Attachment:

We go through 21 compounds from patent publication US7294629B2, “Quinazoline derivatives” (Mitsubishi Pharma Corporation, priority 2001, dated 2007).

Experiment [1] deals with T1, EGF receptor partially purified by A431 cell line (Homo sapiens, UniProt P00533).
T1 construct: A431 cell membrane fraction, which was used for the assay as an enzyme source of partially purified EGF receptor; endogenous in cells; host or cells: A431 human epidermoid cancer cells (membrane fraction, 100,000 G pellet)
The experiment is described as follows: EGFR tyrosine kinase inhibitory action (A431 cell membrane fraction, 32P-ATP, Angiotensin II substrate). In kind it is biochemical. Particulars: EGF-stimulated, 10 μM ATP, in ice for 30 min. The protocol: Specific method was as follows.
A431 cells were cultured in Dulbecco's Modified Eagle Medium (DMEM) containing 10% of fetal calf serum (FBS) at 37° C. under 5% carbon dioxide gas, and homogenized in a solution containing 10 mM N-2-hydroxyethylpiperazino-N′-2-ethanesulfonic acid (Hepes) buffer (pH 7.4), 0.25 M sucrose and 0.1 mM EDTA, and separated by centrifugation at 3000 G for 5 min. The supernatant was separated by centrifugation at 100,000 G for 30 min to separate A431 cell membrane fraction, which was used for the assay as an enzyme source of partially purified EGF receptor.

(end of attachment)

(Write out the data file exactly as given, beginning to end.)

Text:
We go through 21 compounds from patent publication US7294629B2, “Quinazoline derivatives” (Mitsubishi Pharma Corporation, priority 2001, dated 2007).

Experiment [1] deals with T1, EGF receptor partially purified by A431 cell line (Homo sapiens, UniProt P00533).
T1 construct: A431 cell membrane fraction, which was used for the assay as an enzyme source of partially purified EGF receptor; endogenous in cells; host or cells: A431 human epidermoid cancer cells (membrane fraction, 100,000 G pellet)
The experiment is described as follows: EGFR tyrosine kinase inhibitory action (A431 cell membrane fraction, 32P-ATP, Angiotensin II substrate). In kind it is biochemical. Particulars: EGF-stimulated, 10 μM ATP, in ice for 30 min. The protocol: Specific method was as follows.
A431 cells were cultured in Dulbecco's Modified Eagle Medium (DMEM) containing 10% of fetal calf serum (FBS) at 37° C. under 5% carbon dioxide gas, and homogenized in a solution containing 10 mM N-2-hydroxyethylpiperazino-N′-2-ethanesulfonic acid (Hepes) buffer (pH 7.4), 0.25 M sucrose and 0.1 mM EDTA, and separated by centrifugation at 3000 G for 5 min. The supernatant was separated by centrifugation at 100,000 G for 30 min to separate A431 cell membrane fraction, which was used for the assay as an enzyme source of partially purified EGF receptor.